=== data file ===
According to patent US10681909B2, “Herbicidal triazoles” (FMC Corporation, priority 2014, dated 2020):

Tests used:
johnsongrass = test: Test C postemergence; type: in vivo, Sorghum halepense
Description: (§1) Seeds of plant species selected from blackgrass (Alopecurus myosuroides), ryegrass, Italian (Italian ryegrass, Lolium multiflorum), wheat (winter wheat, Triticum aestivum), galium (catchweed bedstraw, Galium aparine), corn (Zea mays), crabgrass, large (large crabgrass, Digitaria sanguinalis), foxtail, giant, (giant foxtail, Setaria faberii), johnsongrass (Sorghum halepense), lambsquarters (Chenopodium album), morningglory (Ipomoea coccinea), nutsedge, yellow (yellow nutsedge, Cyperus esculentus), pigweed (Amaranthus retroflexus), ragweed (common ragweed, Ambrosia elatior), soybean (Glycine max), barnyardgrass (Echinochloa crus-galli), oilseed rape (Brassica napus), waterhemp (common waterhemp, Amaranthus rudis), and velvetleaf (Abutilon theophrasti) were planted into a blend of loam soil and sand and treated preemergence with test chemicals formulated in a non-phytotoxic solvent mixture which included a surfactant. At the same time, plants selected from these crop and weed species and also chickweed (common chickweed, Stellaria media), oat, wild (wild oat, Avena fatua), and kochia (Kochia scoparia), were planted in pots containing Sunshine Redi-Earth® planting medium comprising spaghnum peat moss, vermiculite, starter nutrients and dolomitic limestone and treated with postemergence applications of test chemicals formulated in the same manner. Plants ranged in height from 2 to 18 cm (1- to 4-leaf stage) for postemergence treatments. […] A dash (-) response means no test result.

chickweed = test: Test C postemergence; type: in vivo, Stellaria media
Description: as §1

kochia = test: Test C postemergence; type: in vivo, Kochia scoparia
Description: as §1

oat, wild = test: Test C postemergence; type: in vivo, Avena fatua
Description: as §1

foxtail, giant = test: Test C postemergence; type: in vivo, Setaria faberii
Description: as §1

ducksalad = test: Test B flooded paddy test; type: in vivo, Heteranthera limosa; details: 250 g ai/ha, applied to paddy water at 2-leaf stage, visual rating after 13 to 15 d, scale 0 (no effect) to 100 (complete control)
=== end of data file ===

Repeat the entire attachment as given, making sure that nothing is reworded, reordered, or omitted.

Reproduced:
According to patent US10681909B2, “Herbicidal triazoles” (FMC Corporation, priority 2014, dated 2020):

Tests used:
johnsongrass = test: Test C postemergence; type: in vivo, Sorghum halepense
Description: (§1) Seeds of plant species selected from blackgrass (Alopecurus myosuroides), ryegrass, Italian (Italian ryegrass, Lolium multiflorum), wheat (winter wheat, Triticum aestivum), galium (catchweed bedstraw, Galium aparine), corn (Zea mays), crabgrass, large (large crabgrass, Digitaria sanguinalis), foxtail, giant, (giant foxtail, Setaria faberii), johnsongrass (Sorghum halepense), lambsquarters (Chenopodium album), morningglory (Ipomoea coccinea), nutsedge, yellow (yellow nutsedge, Cyperus esculentus), pigweed (Amaranthus retroflexus), ragweed (common ragweed, Ambrosia elatior), soybean (Glycine max), barnyardgrass (Echinochloa crus-galli), oilseed rape (Brassica napus), waterhemp (common waterhemp, Amaranthus rudis), and velvetleaf (Abutilon theophrasti) were planted into a blend of loam soil and sand and treated preemergence with test chemicals formulated in a non-phytotoxic solvent mixture which included a surfactant. At the same time, plants selected from these crop and weed species and also chickweed (common chickweed, Stellaria media), oat, wild (wild oat, Avena fatua), and kochia (Kochia scoparia), were planted in pots containing Sunshine Redi-Earth® planting medium comprising spaghnum peat moss, vermiculite, starter nutrients and dolomitic limestone and treated with postemergence applications of test chemicals formulated in the same manner. Plants ranged in height from 2 to 18 cm (1- to 4-leaf stage) for postemergence treatments. […] A dash (-) response means no test result.

chickweed = test: Test C postemergence; type: in vivo, Stellaria media
Description: as §1

kochia = test: Test C postemergence; type: in vivo, Kochia scoparia
Description: as §1

oat, wild = test: Test C postemergence; type: in vivo, Avena fatua
Description: as §1

foxtail, giant = test: Test C postemergence; type: in vivo, Setaria faberii
Description: as §1

ducksalad = test: Test B flooded paddy test; type: in vivo, Heteranthera limosa; details: 250 g ai/ha, applied to paddy water at 2-leaf stage, visual rating after 13 to 15 d, scale 0 (no effect) to 100 (complete control)